The EEA validation data are a stratified systematic sample. The strata for impervious, non-impervious, and for a high likelihood of classification error (artificial in CLC or OSM, but non-impervious in IMD) were based on the IMD 2015 layer and external data from CLC and OSM. A stratified estimator is used to estimate the area from the EEA validation data by expanding the area proportion to the strata. For each sample unit, the information to which stratum it belongs is available.
For obtaining the strata proportions, the strata were created based on the description provided in the validation reports [29,30]. For the strata including OSM data, the OSM road categories and version used were not fully described in the validation reports. Therefore, all road types were used except those indicating of not being paved (e.g., tracks) or related to footpaths and cycle ways. As a result, the strata used for the calculation might be different from the strata used for the sampling.
For simplicity, the variance in the area estimate is obtained by assuming stratified random sampling. This provides a more conservative estimation of the variance compared to assuming systematic sampling.
Stratified estimators for area proportion and variance are provided by [17] Equations (5.1) and (5.7).
y ¯ s t r = h W h r ¯ h
V ( y ¯ ) s t r = h W h 2 S r h 2 n h
The results are proportions of impervious area per selected country for 2015 and 2018.

3.3. Regression Estimator Using HRL IMD and the HRL Validation Data

Using the EEA validation data, two approaches can be combined for area estimation, the stratified sampling approach based on the HRL IMD map and a regression estimator to combine the information from reference and pixel values for each stratum [32].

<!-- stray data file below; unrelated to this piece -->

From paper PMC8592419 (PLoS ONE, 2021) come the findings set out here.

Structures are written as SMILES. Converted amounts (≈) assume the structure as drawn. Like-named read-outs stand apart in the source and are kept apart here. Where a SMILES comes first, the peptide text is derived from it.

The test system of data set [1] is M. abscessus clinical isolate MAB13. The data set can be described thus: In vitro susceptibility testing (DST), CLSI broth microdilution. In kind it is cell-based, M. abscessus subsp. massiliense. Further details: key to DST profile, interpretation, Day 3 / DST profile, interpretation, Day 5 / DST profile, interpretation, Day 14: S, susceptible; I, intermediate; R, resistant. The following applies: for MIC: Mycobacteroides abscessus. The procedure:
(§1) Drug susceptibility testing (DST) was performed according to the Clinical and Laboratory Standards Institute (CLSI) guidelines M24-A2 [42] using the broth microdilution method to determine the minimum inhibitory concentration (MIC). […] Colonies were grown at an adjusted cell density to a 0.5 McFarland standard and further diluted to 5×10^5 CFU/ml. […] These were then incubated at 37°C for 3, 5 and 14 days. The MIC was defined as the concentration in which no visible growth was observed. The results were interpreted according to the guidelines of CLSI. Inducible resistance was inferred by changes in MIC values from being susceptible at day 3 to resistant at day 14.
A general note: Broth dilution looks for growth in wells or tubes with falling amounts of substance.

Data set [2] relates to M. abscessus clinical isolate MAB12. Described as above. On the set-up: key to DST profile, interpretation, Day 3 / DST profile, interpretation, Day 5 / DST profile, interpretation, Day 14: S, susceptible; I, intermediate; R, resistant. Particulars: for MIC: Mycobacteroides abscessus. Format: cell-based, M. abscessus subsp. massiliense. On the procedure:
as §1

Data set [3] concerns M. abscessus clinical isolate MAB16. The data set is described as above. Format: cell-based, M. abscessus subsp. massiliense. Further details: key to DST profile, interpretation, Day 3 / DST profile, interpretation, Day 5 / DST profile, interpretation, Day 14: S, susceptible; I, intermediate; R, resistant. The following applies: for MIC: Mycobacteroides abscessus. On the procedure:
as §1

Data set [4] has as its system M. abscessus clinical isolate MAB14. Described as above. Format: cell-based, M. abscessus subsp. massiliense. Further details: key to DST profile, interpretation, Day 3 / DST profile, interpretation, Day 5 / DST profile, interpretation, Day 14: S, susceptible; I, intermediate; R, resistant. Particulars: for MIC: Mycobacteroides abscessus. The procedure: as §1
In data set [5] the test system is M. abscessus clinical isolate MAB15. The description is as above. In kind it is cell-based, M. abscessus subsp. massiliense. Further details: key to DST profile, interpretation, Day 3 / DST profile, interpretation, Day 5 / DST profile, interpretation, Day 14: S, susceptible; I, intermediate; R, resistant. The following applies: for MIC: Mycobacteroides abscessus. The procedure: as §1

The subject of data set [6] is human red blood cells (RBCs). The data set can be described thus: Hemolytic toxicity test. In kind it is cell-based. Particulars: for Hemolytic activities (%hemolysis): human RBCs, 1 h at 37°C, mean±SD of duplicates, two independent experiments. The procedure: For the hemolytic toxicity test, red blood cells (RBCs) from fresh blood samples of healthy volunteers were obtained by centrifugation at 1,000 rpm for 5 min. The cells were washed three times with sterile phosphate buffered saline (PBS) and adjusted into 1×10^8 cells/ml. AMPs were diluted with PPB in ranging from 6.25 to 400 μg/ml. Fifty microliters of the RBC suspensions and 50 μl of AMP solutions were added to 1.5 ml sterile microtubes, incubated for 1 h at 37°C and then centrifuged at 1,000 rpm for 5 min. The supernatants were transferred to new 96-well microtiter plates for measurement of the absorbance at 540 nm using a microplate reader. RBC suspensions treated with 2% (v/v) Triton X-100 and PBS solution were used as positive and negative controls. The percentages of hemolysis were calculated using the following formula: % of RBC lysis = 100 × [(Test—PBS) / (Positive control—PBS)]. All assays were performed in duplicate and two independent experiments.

Regression estimators use a linear relationship (regression) between the proportion of the land cover in the reference sample unit and in the classified image, in this case, the proportion of sealed surface recorded in the sample of the EEA validation data and the corresponding IMD pixel values. This linear relationship allows one to correct the bias of the classified image. The regression estimator is described in chapter 7.1 of [17] and, in the context of remote sensing for area statistics, for example, in [6]. A regression estimator does not require a hard classification of the IMD pixel values using a threshold, which is an advantage. The observation of land cover proportions in large sample units allows one to deal with complex land cover scenarios and fragmented land cover and reduces the problem of mixed pixel effects [37]. The regression estimator is applied separately in each stratum and aggregated to the total AOI using the standard formula provided by Equation (7.48) of [17].
y ¯ h r e g = r ¯ h + b h M ¯ h m ¯ h
For each stratum h, r ¯ (r for reference) is the mean proportion of the target land cover in the sample units of the reference data, m ¯ and M ¯ (m for map) are the mean proportions of the target land cover in the image classification in the sample units and in the entire strata, and b is the slope of a linear regression between reference r ¯ and map m ¯ .
A variance estimator is used again for a random stratified sample, and the systematic sampling design is ignored. The variance for the regression estimator under stratified sampling is provided by Equation (7.51) of [17]:
V ( y ¯ ) r e g = h W h 2 n h ( S r ¯ h 2 2 b h S r m ¯ h + b h 2 S m ¯ h 2 )
where for each stratum h: S r ¯ h 2 and S m ¯ h 2 are the variance in the imperviousness value in the reference sample and in the map (pixel) values of the sample units; S r m ¯ h is the covariance between r ¯ and m ¯ ; n is the number of sample units; and W h is the proportion (weight) of the stratum h in the total AOI.
The regression estimator requires variation within the pixel values in a stratum, and this is not the case when the pixels in the stratum have the same value [38]. This is the case for the non-impervious stratum in 2015, which contains only pixels with 0 imperviousness, for which the linear regression and the slope are both 0, and for which applying the regression estimator does not provide any improvement in the area estimate or variance. For this stratum, the standard stratified estimator, as described above (weighted mean of the imperviousness value in the validation data), is used for area estimation in 2015.